I fired up WordPress to start this roundup post and checked my list of projects I wanted to share, only to discover that about half of them ended in August! My family finally got hit by COVID, recovered in time to take my eldest kid to her first year of college, and then got my other kids started with their school year… and more time passed than I realized. Well, not to worry—the one thing you can count on is that no matter when you look, there are still plenty of tabletop projects seeking funding.
Here are several projects that I’ve been alerted to lately—in some cases, a publisher contacted me but I didn’t have time to do a review. In other cases, I’d been hoping to review a game but wasn’t able to get my hands on a prototype. And some, well, I just came across and thought they looked neat. (My disclaimer is that I haven’t played most of these games myself, so caveat emptor.)
These are in order of closing dates, so at the top of the list are projects that are wrapping up first.
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From the designer and publisher of Pocket Paragons comes this multiplayer duel. Every round, you’ll play cards to battle against the two players to your left and right, plus a free-for-all in the center. Each player has a unique army consisting of only 7 units, so you have to make the most of a limited arsenal, while keeping in mind which units your rivals have just played and don’t have access to.
KC Ogbuagu is a Nigerian game designer who founded NIBCARD Games as well as the African Boardgames Convention, helping to spread the joy of board games in Nigeria and across other parts of Africa, as well as sharing African-designed, African-themed games to the rest of the world. Campus Wahala is his latest design, based on the end of a strike by Nigerian university staff in 2013. Draw cards and distribute them, mancala-style, to yourself and other players, trying to collect books for yourself and sabotage everyone else’s lockers.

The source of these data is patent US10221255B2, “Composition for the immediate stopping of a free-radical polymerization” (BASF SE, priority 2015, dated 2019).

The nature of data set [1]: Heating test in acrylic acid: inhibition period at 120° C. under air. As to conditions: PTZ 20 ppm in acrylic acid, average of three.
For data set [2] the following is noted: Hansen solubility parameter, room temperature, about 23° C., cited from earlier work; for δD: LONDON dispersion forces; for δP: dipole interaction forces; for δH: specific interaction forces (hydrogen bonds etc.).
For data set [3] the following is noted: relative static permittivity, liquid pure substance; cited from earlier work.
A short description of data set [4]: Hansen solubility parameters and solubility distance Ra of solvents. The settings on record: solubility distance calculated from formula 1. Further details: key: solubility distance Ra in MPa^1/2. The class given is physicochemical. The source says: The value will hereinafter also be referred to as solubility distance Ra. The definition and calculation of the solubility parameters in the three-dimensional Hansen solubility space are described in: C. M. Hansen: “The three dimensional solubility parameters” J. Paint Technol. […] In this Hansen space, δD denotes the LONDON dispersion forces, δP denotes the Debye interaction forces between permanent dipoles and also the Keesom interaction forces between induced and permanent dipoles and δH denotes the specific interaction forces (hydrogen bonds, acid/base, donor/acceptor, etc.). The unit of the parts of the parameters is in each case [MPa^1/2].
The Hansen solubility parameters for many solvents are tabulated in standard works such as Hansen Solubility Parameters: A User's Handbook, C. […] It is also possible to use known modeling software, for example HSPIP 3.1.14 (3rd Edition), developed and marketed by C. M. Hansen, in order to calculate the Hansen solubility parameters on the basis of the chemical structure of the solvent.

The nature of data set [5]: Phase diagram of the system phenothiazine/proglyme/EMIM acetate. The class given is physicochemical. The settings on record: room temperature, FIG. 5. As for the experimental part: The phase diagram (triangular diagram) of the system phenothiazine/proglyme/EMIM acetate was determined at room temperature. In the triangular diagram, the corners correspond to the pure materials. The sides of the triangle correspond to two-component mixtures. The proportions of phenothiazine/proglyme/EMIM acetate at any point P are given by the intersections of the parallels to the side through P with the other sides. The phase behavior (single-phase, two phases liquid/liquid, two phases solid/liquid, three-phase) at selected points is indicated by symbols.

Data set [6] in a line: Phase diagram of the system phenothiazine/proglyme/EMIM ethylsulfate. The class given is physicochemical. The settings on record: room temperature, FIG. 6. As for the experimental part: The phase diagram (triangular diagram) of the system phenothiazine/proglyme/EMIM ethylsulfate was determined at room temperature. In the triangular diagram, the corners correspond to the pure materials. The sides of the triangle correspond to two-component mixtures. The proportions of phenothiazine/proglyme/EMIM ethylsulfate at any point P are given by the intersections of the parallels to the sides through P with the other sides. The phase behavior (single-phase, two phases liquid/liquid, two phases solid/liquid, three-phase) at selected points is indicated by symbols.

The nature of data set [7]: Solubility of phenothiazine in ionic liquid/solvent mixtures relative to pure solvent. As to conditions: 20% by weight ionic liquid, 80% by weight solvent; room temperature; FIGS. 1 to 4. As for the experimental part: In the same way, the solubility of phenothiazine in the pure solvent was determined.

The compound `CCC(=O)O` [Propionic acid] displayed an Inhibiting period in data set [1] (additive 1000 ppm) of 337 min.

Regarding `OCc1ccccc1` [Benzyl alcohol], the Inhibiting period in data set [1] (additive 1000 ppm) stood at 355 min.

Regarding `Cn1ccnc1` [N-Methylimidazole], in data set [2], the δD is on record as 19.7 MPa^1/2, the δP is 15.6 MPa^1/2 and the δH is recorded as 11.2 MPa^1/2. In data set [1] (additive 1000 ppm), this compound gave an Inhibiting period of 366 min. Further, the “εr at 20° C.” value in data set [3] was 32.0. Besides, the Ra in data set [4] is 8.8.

I’ll admit: I probably already own more narrative-based adventure games than I will actually get to play through, given the number of games I’m trying to get to the table every week, but that doesn’t stop me from ooh-ing and ahh-ing at this one. This is the first project from Incredible Dream Studios, but it has some experienced names behind the wheel, so I’m keeping my eye on it.
Looking for a calendar for 2023? Scott King has you covered! He’s been publishing calendars featuring his stunning tabletop photography since 2014. You can get the base calendar with 12 pre-selected photos, or get a custom calendar where you get to choose from a whopping 504 options. If you love your dice and meeples and cards and miniatures, here’s a fun way to put those on display while keeping track of game nights and convention dates. (Oh, and meetings and dentist appointments too, I suppose.)